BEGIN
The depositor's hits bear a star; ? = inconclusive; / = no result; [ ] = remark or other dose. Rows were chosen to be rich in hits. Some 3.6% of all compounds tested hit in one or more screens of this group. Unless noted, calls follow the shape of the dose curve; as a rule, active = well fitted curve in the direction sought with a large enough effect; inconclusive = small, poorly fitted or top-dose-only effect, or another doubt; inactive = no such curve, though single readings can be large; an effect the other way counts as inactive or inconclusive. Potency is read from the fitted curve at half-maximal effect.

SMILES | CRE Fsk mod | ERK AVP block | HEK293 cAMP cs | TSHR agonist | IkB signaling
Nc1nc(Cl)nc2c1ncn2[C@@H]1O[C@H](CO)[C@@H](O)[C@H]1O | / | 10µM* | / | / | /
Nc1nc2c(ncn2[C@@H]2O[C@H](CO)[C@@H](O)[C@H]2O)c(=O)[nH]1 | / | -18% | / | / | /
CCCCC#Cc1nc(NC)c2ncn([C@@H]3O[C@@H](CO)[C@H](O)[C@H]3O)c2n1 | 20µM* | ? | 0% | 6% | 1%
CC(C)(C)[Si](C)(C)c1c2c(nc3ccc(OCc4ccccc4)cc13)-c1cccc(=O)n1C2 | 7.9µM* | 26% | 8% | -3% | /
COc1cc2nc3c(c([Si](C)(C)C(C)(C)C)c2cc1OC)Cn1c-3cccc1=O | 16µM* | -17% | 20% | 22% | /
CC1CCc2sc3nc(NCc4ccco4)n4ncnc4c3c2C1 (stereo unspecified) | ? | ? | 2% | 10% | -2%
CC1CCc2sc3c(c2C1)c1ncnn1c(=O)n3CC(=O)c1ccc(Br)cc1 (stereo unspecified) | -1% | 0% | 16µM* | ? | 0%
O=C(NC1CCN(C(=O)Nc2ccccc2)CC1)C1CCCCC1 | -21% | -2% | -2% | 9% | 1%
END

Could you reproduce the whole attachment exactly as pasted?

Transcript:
The depositor's hits bear a star; ? = inconclusive; / = no result; [ ] = remark or other dose. Rows were chosen to be rich in hits. Some 3.6% of all compounds tested hit in one or more screens of this group. Unless noted, calls follow the shape of the dose curve; as a rule, active = well fitted curve in the direction sought with a large enough effect; inconclusive = small, poorly fitted or top-dose-only effect, or another doubt; inactive = no such curve, though single readings can be large; an effect the other way counts as inactive or inconclusive. Potency is read from the fitted curve at half-maximal effect.

SMILES | CRE Fsk mod | ERK AVP block | HEK293 cAMP cs | TSHR agonist | IkB signaling
Nc1nc(Cl)nc2c1ncn2[C@@H]1O[C@H](CO)[C@@H](O)[C@H]1O | / | 10µM* | / | / | /
Nc1nc2c(ncn2[C@@H]2O[C@H](CO)[C@@H](O)[C@H]2O)c(=O)[nH]1 | / | -18% | / | / | /
CCCCC#Cc1nc(NC)c2ncn([C@@H]3O[C@@H](CO)[C@H](O)[C@H]3O)c2n1 | 20µM* | ? | 0% | 6% | 1%
CC(C)(C)[Si](C)(C)c1c2c(nc3ccc(OCc4ccccc4)cc13)-c1cccc(=O)n1C2 | 7.9µM* | 26% | 8% | -3% | /
COc1cc2nc3c(c([Si](C)(C)C(C)(C)C)c2cc1OC)Cn1c-3cccc1=O | 16µM* | -17% | 20% | 22% | /
CC1CCc2sc3nc(NCc4ccco4)n4ncnc4c3c2C1 (stereo unspecified) | ? | ? | 2% | 10% | -2%
CC1CCc2sc3c(c2C1)c1ncnn1c(=O)n3CC(=O)c1ccc(Br)cc1 (stereo unspecified) | -1% | 0% | 16µM* | ? | 0%
O=C(NC1CCN(C(=O)Nc2ccccc2)CC1)C1CCCCC1 | -21% | -2% | -2% | 9% | 1%